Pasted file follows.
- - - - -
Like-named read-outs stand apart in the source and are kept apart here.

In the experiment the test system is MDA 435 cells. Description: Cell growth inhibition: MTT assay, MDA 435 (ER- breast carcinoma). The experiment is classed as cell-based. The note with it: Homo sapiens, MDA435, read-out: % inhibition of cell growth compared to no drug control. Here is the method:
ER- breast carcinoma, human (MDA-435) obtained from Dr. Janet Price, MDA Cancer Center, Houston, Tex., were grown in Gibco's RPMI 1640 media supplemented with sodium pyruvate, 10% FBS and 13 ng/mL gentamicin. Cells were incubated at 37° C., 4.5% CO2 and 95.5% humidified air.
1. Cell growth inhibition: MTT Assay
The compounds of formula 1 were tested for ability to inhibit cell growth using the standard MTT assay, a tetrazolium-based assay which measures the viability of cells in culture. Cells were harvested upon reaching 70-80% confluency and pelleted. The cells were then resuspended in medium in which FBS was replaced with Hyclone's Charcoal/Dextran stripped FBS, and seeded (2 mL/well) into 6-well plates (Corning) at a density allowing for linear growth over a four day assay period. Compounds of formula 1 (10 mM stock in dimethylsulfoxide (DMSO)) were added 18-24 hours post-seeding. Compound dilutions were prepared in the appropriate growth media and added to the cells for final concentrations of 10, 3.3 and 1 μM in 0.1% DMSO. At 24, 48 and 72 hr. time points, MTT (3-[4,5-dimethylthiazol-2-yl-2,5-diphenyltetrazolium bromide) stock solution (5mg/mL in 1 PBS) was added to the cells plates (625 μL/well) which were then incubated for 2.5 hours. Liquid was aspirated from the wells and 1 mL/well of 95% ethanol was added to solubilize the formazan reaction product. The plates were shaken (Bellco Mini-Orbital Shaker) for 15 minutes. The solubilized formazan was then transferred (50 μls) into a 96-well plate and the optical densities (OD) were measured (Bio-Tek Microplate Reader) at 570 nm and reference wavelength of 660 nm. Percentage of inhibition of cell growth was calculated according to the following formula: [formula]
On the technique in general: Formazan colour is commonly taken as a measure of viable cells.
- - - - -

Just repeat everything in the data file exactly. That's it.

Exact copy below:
Like-named read-outs stand apart in the source and are kept apart here.

In the experiment the test system is MDA 435 cells. Description: Cell growth inhibition: MTT assay, MDA 435 (ER- breast carcinoma). The experiment is classed as cell-based. The note with it: Homo sapiens, MDA435, read-out: % inhibition of cell growth compared to no drug control. Here is the method:
ER- breast carcinoma, human (MDA-435) obtained from Dr. Janet Price, MDA Cancer Center, Houston, Tex., were grown in Gibco's RPMI 1640 media supplemented with sodium pyruvate, 10% FBS and 13 ng/mL gentamicin. Cells were incubated at 37° C., 4.5% CO2 and 95.5% humidified air.
1. Cell growth inhibition: MTT Assay
The compounds of formula 1 were tested for ability to inhibit cell growth using the standard MTT assay, a tetrazolium-based assay which measures the viability of cells in culture. Cells were harvested upon reaching 70-80% confluency and pelleted. The cells were then resuspended in medium in which FBS was replaced with Hyclone's Charcoal/Dextran stripped FBS, and seeded (2 mL/well) into 6-well plates (Corning) at a density allowing for linear growth over a four day assay period. Compounds of formula 1 (10 mM stock in dimethylsulfoxide (DMSO)) were added 18-24 hours post-seeding. Compound dilutions were prepared in the appropriate growth media and added to the cells for final concentrations of 10, 3.3 and 1 μM in 0.1% DMSO. At 24, 48 and 72 hr. time points, MTT (3-[4,5-dimethylthiazol-2-yl-2,5-diphenyltetrazolium bromide) stock solution (5mg/mL in 1 PBS) was added to the cells plates (625 μL/well) which were then incubated for 2.5 hours. Liquid was aspirated from the wells and 1 mL/well of 95% ethanol was added to solubilize the formazan reaction product. The plates were shaken (Bellco Mini-Orbital Shaker) for 15 minutes. The solubilized formazan was then transferred (50 μls) into a 96-well plate and the optical densities (OD) were measured (Bio-Tek Microplate Reader) at 570 nm and reference wavelength of 660 nm. Percentage of inhibition of cell growth was calculated according to the following formula: [formula]
On the technique in general: Formazan colour is commonly taken as a measure of viable cells.